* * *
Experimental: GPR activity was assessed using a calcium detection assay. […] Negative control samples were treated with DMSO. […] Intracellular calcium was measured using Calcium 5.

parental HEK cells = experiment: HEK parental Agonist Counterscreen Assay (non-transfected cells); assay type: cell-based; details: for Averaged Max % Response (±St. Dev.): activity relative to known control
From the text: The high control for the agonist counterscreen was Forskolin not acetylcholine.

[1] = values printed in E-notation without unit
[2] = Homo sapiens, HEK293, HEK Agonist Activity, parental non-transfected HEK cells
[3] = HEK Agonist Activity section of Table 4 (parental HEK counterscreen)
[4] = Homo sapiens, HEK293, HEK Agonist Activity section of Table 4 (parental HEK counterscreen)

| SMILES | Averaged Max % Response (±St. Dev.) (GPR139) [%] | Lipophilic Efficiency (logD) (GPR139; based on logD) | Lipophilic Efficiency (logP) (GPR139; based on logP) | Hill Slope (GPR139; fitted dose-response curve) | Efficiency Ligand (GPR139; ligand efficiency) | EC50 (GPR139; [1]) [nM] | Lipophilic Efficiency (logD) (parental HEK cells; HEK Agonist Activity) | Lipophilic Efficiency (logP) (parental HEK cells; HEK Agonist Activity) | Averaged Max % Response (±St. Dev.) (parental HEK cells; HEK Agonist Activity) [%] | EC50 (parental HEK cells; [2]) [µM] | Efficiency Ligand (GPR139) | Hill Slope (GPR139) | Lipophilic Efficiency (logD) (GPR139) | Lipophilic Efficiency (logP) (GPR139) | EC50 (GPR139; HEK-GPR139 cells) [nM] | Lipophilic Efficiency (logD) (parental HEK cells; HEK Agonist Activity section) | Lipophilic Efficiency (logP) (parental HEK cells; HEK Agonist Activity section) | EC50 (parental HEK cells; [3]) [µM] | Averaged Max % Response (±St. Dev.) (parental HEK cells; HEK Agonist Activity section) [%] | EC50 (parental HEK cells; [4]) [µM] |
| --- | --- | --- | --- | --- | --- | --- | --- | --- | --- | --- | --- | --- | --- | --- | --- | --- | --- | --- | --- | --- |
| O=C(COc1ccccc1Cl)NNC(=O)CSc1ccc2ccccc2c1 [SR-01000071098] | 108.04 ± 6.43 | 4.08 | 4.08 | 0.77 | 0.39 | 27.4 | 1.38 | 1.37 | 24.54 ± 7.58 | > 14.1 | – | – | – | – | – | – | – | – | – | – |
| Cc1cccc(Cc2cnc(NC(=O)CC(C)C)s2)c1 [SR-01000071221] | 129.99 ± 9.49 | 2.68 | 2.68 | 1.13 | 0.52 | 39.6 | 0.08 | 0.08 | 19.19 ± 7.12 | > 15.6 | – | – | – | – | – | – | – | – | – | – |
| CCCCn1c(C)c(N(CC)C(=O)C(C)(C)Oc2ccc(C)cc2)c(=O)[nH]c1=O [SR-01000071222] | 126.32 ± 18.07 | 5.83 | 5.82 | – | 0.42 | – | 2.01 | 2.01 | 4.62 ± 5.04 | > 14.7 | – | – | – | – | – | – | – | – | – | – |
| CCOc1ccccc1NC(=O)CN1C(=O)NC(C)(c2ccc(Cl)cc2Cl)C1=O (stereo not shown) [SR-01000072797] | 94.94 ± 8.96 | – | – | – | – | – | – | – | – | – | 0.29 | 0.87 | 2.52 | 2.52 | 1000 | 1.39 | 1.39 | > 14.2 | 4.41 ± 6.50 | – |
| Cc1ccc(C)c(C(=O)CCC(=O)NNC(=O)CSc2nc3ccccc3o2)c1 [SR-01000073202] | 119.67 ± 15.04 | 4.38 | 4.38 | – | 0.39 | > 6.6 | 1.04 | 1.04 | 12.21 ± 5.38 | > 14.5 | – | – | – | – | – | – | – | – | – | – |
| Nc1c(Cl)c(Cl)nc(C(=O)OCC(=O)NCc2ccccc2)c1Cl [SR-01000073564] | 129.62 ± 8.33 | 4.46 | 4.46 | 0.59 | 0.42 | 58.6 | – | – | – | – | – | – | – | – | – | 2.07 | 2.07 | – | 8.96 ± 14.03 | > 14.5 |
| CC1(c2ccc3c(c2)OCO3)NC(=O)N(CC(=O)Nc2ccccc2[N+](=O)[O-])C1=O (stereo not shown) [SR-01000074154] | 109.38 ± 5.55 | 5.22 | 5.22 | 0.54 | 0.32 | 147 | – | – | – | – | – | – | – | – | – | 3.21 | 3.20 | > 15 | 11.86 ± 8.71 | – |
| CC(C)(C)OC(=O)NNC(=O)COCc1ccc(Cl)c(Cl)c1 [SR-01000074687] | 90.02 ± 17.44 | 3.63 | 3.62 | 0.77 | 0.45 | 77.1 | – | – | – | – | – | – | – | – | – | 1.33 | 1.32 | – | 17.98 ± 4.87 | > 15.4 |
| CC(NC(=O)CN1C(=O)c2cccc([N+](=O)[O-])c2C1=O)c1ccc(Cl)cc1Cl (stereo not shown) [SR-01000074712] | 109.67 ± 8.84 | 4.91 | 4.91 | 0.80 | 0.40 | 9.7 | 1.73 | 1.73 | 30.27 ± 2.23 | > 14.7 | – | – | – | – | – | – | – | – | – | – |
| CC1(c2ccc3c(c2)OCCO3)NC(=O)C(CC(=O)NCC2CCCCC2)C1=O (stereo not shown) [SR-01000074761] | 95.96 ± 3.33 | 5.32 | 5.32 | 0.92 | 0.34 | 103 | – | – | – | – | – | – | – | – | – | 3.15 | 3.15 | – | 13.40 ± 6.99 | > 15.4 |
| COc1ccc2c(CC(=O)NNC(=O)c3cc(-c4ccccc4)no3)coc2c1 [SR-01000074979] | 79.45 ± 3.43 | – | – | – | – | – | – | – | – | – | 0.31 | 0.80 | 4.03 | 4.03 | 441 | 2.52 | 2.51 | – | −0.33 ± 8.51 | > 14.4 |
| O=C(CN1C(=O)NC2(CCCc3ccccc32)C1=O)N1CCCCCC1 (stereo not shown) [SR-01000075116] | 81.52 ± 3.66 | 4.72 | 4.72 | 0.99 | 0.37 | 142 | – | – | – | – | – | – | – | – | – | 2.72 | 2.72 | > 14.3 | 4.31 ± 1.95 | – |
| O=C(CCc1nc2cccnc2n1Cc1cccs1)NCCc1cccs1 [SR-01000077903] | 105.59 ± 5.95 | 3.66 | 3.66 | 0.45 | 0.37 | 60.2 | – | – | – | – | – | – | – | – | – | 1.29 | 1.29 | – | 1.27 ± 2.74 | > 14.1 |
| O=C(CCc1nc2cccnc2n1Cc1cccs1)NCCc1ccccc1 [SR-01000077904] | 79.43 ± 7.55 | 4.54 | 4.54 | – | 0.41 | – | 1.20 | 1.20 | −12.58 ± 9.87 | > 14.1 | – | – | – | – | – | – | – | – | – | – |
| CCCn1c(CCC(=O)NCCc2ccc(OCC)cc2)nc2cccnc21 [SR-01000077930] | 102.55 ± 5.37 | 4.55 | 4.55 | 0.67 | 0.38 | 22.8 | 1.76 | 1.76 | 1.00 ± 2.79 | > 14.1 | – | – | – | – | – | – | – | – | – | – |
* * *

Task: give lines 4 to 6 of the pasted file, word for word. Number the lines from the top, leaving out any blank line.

[1] = values printed in E-notation without unit
[2] = Homo sapiens, HEK293, HEK Agonist Activity, parental non-transfected HEK cells
[3] = HEK Agonist Activity section of Table 4 (parental HEK counterscreen)